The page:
Brayton has also implemented time during the day to work on social/emotional behaviors and created a Welcome Center for parents and social service agencies to connect with the school and each other.
"It's key for staff to be communicating with the families," Franzoni said. "That we're here to work with them not against them."
Franzoni also discussed his budgeting and staffing experience, noting that he was principal during two redistrictings in the North Adams schools. He emphasized the unique character or the schools but also said consistency in setting rules and regulations, as well as expectations, provided structure for both staff and students.
He did not anticipate coming and making and sweeping or immediate changes during a transition period.
"The most important thing in that situation is to get to know the schools, our towns, speak with the teachers," he said. "I want to hear from them ... One rule I have if there's one thing you're not happy with, what have you thought through to make it better."
Principal Heidi Dugal prepares to answer questions on Monday; below, William Bazyk of Vermont addresses the committee on Tuesday.
All three candidates had extensive experience in educational administration. Dugal, who's been principal of two schools in the union, also pledged to protect the small rural schools and spoke of her ability to work collaboratively with teachers and staff at her school in ways that she felt strongly she could replicate on a broader level.
"Taking what I know in one school and being apply it to the union is very important and I think I have the ability to do that," she said, adding that transparency and communication were critical to oversight, budgeting and developing trust within the communities.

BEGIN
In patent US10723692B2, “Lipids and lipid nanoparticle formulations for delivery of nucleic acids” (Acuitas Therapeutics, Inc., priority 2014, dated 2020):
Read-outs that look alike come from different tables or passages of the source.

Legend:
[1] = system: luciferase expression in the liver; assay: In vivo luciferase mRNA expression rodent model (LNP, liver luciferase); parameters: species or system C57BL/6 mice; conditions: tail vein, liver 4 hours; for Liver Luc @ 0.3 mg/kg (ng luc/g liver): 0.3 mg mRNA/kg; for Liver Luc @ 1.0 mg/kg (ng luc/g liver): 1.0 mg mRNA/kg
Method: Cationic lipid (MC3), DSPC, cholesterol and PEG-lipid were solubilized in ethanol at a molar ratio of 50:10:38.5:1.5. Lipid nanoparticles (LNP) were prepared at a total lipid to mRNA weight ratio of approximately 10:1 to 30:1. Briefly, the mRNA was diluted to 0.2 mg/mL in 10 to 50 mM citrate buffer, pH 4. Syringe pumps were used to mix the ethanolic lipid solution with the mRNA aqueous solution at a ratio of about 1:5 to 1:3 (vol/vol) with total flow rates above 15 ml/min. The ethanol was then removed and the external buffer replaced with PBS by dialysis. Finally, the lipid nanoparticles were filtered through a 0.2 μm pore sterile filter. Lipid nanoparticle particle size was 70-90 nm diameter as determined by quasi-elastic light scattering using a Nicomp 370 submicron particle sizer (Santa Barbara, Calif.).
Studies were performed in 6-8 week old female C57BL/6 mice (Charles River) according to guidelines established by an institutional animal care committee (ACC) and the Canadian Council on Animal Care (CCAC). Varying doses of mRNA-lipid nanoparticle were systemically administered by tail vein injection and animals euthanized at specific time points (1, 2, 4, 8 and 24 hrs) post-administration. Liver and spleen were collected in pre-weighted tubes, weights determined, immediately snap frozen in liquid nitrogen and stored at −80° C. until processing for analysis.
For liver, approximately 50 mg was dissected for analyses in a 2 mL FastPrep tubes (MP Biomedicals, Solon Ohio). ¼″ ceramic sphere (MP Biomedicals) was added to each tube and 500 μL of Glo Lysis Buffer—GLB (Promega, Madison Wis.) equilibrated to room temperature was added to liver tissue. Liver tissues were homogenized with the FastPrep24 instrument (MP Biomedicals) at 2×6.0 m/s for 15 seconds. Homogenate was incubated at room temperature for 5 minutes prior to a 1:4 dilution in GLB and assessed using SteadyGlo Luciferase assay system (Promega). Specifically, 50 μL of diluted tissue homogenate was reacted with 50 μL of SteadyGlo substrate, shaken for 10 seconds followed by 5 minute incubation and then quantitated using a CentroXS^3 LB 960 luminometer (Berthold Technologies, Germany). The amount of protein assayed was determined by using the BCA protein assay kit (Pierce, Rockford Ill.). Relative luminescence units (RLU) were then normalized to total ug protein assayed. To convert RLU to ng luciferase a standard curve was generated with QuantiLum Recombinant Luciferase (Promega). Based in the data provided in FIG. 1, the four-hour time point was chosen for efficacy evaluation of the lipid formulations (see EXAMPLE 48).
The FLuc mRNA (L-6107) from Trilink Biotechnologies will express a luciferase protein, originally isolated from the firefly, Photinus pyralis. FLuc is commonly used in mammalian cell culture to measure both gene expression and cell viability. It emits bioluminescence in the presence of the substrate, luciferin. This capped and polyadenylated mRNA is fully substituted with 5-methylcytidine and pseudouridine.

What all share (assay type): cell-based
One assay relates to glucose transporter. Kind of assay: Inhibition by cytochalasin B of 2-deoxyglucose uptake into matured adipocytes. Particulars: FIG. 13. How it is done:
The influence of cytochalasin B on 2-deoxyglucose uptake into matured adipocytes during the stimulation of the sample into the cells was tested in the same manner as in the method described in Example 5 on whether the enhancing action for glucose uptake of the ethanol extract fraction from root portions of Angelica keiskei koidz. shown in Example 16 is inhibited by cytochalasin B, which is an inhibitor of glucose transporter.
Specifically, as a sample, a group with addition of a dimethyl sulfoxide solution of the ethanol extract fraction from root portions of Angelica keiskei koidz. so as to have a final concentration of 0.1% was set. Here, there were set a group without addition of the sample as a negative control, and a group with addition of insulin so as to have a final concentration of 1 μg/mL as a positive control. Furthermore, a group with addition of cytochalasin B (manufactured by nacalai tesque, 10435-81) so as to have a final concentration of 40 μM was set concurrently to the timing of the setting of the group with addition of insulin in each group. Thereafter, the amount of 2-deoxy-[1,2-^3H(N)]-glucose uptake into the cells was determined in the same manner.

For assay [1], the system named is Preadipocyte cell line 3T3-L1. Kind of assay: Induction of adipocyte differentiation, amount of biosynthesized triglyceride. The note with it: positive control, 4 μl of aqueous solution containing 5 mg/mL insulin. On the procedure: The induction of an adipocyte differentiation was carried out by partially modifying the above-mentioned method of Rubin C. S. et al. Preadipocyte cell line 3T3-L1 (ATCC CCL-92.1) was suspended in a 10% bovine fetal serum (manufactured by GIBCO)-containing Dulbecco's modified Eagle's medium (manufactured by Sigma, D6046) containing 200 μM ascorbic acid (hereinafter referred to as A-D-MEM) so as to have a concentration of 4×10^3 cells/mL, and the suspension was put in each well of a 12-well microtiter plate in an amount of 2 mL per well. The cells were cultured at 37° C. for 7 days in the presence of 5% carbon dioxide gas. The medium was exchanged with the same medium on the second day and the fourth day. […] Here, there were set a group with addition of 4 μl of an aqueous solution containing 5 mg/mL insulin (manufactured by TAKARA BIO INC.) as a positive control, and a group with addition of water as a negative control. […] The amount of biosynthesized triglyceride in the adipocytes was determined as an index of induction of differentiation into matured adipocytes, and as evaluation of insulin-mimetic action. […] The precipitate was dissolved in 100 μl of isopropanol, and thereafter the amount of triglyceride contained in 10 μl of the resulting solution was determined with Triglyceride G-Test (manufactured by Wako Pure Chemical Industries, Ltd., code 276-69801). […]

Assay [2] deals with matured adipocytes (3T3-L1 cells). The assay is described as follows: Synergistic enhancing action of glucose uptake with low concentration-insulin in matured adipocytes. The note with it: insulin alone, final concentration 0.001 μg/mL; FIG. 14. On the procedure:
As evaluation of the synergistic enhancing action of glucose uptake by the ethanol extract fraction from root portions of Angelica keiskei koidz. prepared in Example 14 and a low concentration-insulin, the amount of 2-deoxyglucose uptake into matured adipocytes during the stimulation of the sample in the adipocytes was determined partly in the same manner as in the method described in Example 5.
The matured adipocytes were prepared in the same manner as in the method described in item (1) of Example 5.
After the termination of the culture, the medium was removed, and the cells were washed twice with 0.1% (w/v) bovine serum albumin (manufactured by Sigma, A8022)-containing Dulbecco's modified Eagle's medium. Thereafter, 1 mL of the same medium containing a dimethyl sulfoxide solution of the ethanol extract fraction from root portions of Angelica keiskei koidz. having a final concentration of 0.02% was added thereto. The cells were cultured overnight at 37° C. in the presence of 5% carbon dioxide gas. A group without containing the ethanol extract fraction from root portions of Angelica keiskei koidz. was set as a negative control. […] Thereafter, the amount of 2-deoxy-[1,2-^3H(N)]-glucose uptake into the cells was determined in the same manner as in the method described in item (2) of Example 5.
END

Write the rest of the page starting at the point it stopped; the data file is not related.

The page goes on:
"I want to be your next superintendent but I also have a job that I love."
Bazyk has worked in both Massachusetts and Vermont, including a number of years in special education. He was straightforward with the committee in saying that North Berkshire was a place he could see himself staying for a long time but felt he couldn't promise that would happen.
He said budgeting was among his strengths, having overseen a number of large budgets. He also was the only with supervisory union experience. However, the upheaval in Vermont over school consolidation was weighing on his mind when asked about the viability of small schools in an era of aging and declining population.
"The most important things in the rural towns is keeping your school open," Bazyk said but added that towns have to be realistic as well and consider they might have to give something up. "You want a place at the table. Each town needs a voice on that to say the direction they want to go ... I feel confident I could walk your school districts through that."
Patricia Correira, a field director for the Massachusetts Association of School Committees, who facilitated the search process, had reminded the committee that they were making one of their most important decisions and that the person they selected would likely be there for the long run.
On Monday night, the committee members had believed they needed at least eight votes but further research determined that they only needed a majority of those present and voting. That number was 12 on Wednesday night because two members were absent and a third, Judy Oleson, abstained because she works at Gabriel Abbott School.
Voting for Franzoni were Clarksburg School Committee members Patricia Prenguber, Cynthia Brule and Laura Wood; Savoy School Committee members Jennifer Nocher, Alana Boyd and Brian O'Grady; Rowe School Committee members Susie Zavotka and Ellen Miller; and Monroe School Committee members Kim Oakes and Carla Davis Little. Dugal received two votes from Florida School Committee members Seth Bean and Rebecca O'Hearn.
A second vote to offer the position to Franzoni pending contract negotiations was passed unanimously by those voting, with Oleson again abstaining.